Kihon session with Tsuchiya Sensei

Tsuchiya Sensei visited Michinoko dojo last night along with a Candian man Mr Stephen Nagy. This was also the first time to practice in Japan for my guest Mr David Pruitt.

Tsuchiya Sensei was kind enough to do a basic kihon lesson for our benefit.

We started with two sets of normal kirikaeshi, followed by do kirikaeshi.

Next Tsuchiya Sensei explained that there are three ways to strike men.
First using the shoulders, big cuts swung over the head, second, using the elbows, small cuts swung slightly up, third, very small cuts using the snap of the wrists.

Tsuchiya Sensei also commented on Kiai.

Standing at kensen to kensen (sword point to sword point) kakarite (attacker) lets out a strong kiai, YAAA! Cutting it off before moving forwards.
Hold the breath as you step to your issokuitto no maai (one step one strike distance). Sensei pointed out that everyone has a different distance, base on age, height, fitness and other factors.

Key Point!!

  • You should not kiai while moving into striking distance, this creates a suki (opening) for your opponent. It's better to cut off the kiai and only release it when you strike. Kiai, move forwards probing for the opening, and strike strongly with your body and kiai.

We practiced each men three times against motodachi in groups of 3.

Starting from kensen to kensen, Kiai, step into your striking distance and strike men by one of the three methods above. Make sure to focus on driving through the opponent with zanshin.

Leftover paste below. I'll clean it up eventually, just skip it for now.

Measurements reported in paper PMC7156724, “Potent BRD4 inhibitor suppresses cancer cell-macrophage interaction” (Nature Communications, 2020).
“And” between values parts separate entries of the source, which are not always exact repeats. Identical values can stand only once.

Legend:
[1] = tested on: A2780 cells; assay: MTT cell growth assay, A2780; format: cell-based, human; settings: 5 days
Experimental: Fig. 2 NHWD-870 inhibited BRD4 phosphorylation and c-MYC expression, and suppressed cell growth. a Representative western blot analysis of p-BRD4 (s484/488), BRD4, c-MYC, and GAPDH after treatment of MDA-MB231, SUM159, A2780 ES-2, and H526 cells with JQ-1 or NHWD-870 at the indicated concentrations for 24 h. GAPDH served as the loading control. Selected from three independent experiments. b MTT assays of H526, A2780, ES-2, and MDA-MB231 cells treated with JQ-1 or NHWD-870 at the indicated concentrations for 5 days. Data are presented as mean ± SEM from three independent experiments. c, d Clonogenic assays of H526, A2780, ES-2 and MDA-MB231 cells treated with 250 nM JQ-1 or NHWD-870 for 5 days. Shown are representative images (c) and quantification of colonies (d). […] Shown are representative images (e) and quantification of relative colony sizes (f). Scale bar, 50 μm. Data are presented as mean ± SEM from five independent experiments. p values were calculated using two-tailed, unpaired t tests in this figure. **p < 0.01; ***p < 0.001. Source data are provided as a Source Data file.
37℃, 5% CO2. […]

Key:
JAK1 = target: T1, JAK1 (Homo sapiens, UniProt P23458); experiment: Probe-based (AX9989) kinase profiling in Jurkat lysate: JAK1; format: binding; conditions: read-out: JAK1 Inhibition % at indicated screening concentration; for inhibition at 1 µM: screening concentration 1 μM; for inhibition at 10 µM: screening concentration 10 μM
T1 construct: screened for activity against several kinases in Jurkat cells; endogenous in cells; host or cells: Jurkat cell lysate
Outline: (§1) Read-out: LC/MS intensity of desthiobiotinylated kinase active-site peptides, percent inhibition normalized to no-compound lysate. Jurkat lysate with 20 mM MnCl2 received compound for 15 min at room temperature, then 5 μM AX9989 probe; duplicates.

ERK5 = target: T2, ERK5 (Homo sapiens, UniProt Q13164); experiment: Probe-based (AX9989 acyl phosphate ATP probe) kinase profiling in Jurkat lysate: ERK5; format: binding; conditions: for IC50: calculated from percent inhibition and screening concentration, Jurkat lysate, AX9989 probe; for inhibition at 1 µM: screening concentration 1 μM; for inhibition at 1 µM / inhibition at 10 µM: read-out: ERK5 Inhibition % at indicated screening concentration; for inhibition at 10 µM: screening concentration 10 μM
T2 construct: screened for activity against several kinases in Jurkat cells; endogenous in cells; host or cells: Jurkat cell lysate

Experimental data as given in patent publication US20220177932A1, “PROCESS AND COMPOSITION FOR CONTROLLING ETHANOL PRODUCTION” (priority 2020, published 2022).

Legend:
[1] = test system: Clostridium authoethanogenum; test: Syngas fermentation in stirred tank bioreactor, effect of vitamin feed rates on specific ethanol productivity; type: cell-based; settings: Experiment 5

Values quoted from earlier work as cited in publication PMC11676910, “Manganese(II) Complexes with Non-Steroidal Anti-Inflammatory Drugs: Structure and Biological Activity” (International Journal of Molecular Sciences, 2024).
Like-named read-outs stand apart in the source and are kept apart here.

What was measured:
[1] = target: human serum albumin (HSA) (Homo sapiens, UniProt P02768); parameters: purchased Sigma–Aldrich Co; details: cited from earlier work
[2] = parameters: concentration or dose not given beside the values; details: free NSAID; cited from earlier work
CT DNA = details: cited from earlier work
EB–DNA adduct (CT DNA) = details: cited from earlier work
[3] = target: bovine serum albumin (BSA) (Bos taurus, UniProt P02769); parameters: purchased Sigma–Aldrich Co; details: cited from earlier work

We then practiced debana men and kote.

For debana men: Kiai at kensen to kensen, motodachi steps forwards into cutting distance, pauses slightly, and cuts men, Kakarite should cut men before motodachi strikes.

For debana kote: kiai at kensen to kensen, motodachi steps forwards to strike men, kakarite cuts kote just as the motodachi raises his hands to strike men.

We moved from debana kote to Ai-kote men.

Starting at kensen to kensen, motodachi and kakarite kiai, motodachi steps forwards and strikes kote, kakarite strikes kote and the same time and follows through to cut men.

During this exercise Sensei stopped us to make a point about kiai and zanshin. Most people were allowing their kiai and zanshin to let up quickly, with their kiai dissipating away from the opponent (sensei made a spreading movement with his arms to show where our Ki (spirit) was going).
He urged us focus our Kiai into the opponent (while kiai-ing MEN!! He brought his hands together in a point and drove it towards the opponents centre) and drive forwards with zanshin.

We closed up the kihon session and had a very enjoyable jigeiko afterwards. Tsuchiya Sensei is definitely one of the strongest kendoka I have ever practiced with. He destroys people, his cuts are ferocious, his gyaku do is unstoppable, his focus in keiko is unsettling and inspiring at the same time, and the man will absolutely flatten you with his zanshin!

Either in chudan or jodan he kendo is fantastic to watch!

I would love to practice with him every day!

Keiko @ Michi no Ko with Tsuchiya Sensei (front row second from right)